Books & Culture

Quentin Tarantino’s
Film of the Year

In “Once Upon a Time . . . in Hollywood,” the old wins its battle with the new and real men are portrayed as heroes once more. 

The best film of 2019 is a fairy tale about 1969.

The film ends with words of beginning. The film elides the end of five lives by giving viewers the ending they deserve. The film ends with the start of the title card: “Once Upon a Time . . . in Hollywood.”

The film is Quentin Tarantino’s tribute to a time and place in which Sharon Tate (Margot Robbie) is both eternal and ethereal, in which the sweep of her hair follows the lines and curves of her sports car, in which the black roofline fades to black as her hair shines like gold. 

She speeds through the hills and canyons in a Porsche 911 Sportomatic, a streak of sun above a silhouette of style. She is the daughter of Theros and the target of Thanatos. She is the beauty of summer in a season of murder.

Her murderers come bearing knives and guns, while her saviors relax next door. 

Outside the gate of her driveway, across the road, lives Rick Dalton (Leonardo DiCaprio).

Together with his stuntman, Cliff Booth (Brad Pitt), Dalton fights the devil with a burst of hellfire. 

He aims his flamethrower at Susan Atkins (Mikey Madison), who runs through a sliding glass door and lands in his swimming pool. He flambés this flailing cultist. He kills this screaming shooter.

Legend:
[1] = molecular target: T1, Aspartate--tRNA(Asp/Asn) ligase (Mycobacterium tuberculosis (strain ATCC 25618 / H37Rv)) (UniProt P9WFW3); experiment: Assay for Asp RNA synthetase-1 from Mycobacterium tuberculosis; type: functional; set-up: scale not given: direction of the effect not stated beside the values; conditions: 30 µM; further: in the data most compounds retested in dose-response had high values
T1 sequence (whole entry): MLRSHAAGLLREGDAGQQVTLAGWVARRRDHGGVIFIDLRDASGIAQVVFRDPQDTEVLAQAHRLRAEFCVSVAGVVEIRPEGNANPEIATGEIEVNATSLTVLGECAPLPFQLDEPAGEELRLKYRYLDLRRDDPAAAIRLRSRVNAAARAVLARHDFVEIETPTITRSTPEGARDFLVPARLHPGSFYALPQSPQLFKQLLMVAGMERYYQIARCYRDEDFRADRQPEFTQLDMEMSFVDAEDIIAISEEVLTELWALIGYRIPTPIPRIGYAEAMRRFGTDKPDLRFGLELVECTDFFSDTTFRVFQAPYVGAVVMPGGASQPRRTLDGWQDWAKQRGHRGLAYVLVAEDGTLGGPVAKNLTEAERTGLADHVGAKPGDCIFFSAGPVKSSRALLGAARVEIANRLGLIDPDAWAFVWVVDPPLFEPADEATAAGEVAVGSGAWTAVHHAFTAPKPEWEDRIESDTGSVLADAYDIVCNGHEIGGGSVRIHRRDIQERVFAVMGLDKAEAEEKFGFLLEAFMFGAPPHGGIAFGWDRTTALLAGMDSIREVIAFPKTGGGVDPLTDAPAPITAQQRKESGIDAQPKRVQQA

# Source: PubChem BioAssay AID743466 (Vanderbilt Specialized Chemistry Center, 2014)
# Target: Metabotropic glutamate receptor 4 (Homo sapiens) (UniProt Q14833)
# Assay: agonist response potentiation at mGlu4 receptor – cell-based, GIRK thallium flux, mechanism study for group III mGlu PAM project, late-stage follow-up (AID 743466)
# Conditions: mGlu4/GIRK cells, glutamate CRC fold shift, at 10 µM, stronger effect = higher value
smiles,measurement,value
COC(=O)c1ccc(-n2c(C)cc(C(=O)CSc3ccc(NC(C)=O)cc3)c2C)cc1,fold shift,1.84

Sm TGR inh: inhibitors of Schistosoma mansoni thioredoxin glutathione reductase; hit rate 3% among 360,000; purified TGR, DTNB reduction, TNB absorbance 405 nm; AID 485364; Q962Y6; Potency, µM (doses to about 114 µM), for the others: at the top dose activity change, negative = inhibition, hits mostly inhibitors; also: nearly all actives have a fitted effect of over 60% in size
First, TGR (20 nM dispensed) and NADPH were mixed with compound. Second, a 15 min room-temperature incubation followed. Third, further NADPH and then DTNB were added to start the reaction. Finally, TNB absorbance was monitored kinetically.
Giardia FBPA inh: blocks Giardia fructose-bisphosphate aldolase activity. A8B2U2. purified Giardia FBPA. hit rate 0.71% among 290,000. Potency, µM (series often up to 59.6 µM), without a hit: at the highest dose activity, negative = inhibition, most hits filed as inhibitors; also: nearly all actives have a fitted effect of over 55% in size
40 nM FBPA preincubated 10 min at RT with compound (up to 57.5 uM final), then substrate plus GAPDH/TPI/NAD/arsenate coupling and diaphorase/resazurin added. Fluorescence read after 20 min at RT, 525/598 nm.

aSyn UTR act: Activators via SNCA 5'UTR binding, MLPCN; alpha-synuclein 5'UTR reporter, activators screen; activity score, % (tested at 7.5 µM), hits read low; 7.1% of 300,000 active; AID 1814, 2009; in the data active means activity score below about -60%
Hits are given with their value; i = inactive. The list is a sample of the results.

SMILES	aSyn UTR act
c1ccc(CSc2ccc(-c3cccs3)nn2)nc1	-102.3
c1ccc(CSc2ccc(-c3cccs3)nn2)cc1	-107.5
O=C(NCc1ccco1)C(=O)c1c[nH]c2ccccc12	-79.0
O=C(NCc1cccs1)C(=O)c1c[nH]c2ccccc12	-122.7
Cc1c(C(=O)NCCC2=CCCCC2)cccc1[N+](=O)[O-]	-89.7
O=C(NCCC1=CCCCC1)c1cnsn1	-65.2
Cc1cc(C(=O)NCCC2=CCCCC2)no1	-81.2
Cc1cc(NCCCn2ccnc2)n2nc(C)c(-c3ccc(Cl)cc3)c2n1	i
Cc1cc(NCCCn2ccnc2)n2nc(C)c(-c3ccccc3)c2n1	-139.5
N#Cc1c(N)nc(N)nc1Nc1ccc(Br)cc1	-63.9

Thus do two TV cowboys deliver justice to three villains from a movie ranch overrun by outlaws and thieves.

Thus does Old Hollywood win its battle with New Hollywood. 

Thus stands the winner, Cliff Booth.

He wears the Champion® logo, not a pair of cutoffs or a blouse with ruffled sleeves and a satin collar. He smiles before he throws Bruce Lee into a car. He says two words before he knocks Steve “Clem” Grogan to the ground.

His co-champion is his boss and compatriot, Rick Dalton.

More emotional than enigmatic, Rick shares his feelings without losing Cliff’s respect. 

He worries about his career. He drinks to excess, forgetting his lines and embarrassing himself on set. But he does his job—he does it to the hilt—earning the admiration of his director and the awe of his costar.

He finds his mark on a hot August night, with the leaves hanging down and the grass on the ground smelling sweet.

Evil moves up the road, from the outside of town with a sinister beat.

Rick and Cliff defeat the evildoers.

They are heroes. They are men.